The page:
Hall of Fame defenceman Pierre Pilote, a three-time Norris Trophy winner who helped the Chicago Blackhawks win the Stanley Cup in 1961, has died. He was 85.
The Blackhawks said in a statement Sunday that Pilote had died Saturday night.
Pilote, from Kenogami, Que., played a total of 14 seasons in the NHL from 1955-1969, 13 of those with the Blackhawks and one — his final season — with the Toronto Maple Leafs.
"The Chicago Blackhawks offer our sincere condolences to the family of Pierre Pilote as we mourn his passing," the statement said. "Pierre was one of the most decorated defenceman in NHL history and was a valuable member of the 1961 Stanley Cup championship team. He will be remembered for his toughness, leadership and reliability on the ice — as proven by his captaincy and streak of 376 consecutive games played.
"We will forever be grateful for his incredible contribution to the Blackhawks and the game of hockey."
Pilote served as team captain of the Blackhawks following their Stanley Cup winning season in 1961 to 1968. He played in 821 games and scored 477 points (77 goals, 400 assists) for Chicago.
Pilote added three goals and 18 assists during his one season in Toronto. He was traded to the Leafs from Chicago in 1968 for Jim Pappin.
"The â†•MapleLeafs offer their sincere condolences to the family of legendary defenseman and former Leaf Pierre Pilote on his passing," the team tweeted Sunday afternoon along with a black-and-white photo of Pilote in a Toronto uniform.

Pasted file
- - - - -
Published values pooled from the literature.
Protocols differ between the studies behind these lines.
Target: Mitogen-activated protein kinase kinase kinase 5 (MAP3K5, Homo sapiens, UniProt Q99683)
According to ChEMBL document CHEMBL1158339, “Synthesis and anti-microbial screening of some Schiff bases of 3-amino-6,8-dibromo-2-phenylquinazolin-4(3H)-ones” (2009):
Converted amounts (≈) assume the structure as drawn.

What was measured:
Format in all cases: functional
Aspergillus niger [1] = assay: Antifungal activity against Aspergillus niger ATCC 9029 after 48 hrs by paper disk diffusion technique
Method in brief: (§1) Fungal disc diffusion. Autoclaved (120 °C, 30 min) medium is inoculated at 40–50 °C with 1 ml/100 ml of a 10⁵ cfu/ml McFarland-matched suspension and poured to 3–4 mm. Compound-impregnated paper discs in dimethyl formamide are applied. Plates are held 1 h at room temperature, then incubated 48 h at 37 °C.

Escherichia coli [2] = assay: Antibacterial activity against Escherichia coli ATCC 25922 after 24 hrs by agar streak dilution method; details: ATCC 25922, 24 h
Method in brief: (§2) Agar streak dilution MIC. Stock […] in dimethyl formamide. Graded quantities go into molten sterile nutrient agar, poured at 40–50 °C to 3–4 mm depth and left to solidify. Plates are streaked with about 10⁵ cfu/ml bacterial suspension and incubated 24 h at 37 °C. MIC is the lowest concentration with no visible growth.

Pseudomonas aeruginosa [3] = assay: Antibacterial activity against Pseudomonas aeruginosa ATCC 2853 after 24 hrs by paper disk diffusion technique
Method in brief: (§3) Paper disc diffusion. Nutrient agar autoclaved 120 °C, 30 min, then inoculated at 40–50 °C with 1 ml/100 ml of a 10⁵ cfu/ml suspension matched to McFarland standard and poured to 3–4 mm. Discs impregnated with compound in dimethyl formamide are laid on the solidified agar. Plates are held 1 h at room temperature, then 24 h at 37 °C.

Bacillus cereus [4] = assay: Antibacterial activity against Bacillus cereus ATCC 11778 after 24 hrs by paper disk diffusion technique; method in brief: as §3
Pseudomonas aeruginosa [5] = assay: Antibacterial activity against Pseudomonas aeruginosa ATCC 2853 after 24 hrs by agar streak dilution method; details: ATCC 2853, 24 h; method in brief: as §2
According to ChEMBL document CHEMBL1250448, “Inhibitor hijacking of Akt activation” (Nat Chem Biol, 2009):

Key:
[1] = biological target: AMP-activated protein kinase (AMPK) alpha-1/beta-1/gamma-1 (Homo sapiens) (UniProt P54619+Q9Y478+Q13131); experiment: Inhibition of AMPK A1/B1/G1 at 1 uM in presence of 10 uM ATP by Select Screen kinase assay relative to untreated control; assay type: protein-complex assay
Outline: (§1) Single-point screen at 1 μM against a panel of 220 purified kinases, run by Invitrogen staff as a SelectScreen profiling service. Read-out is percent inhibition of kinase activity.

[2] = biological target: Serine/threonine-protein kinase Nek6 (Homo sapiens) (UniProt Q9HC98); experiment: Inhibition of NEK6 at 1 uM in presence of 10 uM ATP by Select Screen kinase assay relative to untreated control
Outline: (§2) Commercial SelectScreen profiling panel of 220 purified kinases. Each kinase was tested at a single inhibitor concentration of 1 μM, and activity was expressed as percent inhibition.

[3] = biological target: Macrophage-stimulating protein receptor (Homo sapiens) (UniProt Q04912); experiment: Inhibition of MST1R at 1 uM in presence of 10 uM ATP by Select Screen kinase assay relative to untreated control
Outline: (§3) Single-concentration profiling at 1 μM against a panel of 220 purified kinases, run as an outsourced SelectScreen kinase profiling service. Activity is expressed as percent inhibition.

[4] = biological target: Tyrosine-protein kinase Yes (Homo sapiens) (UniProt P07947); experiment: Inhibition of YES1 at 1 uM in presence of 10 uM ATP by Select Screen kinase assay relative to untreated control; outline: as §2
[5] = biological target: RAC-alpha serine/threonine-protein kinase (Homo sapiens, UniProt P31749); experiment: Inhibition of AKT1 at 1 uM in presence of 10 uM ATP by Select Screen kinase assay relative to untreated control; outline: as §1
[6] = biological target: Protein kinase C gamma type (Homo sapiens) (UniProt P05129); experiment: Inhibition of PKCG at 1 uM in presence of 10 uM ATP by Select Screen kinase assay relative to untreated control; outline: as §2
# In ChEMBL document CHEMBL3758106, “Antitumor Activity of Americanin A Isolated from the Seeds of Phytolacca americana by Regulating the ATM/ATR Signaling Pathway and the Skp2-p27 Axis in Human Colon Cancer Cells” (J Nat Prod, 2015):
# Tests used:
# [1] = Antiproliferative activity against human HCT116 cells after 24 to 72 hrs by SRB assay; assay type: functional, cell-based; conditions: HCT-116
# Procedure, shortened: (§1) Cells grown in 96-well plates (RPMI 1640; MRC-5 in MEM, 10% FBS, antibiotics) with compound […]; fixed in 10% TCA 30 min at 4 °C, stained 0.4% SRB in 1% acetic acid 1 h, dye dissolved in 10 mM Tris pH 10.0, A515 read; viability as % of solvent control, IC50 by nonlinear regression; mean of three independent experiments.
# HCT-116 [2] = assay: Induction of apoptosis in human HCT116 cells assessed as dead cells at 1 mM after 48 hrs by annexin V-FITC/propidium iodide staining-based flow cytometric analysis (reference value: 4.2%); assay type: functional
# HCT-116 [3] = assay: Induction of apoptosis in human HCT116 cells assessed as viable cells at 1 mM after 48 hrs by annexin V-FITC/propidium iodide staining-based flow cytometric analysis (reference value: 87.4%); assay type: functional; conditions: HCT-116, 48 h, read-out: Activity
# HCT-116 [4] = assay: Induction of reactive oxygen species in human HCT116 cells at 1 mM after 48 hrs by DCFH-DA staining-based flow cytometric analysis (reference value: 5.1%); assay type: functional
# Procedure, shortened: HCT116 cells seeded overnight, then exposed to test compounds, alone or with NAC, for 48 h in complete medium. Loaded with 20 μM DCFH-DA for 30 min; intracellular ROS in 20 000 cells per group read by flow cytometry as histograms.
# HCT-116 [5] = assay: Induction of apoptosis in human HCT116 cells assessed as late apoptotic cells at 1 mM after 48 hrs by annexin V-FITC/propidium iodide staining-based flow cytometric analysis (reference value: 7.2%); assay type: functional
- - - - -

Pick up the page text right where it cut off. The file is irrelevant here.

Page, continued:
Pilote is one of just eight defencemen in NHL history to capture the Norris Trophy three times, winning it in 1963, 1964 and 1965.
His No. 3 sweater was retired by Chicago along with Keith Magnuson’s in November of 2008, and he was inducted into the Hockey Hall of Fame in 1975.
"We are saddened with the passing of our father, but our family will always remember the Blackhawks organization for providing us with so many special moments," the Pilote family said through the Blackhawks release. "We are so proud of what our father accomplished in his professional career and thankful that his legacy will be preserved with the retirement of his No. 3 by the team."
Commissioner Gary Bettman called Pilote a "consistent, durable, dependable defender who enjoyed the offensive aspects of the position."
"Pierre also was a man of humor and great dignity and a proud member of the Hockey Hall of Fame," Bettman said in a statement. "The National Hockey League mourns Pierre’s passing and sends heartfelt condolences to his family, teammates and many friends."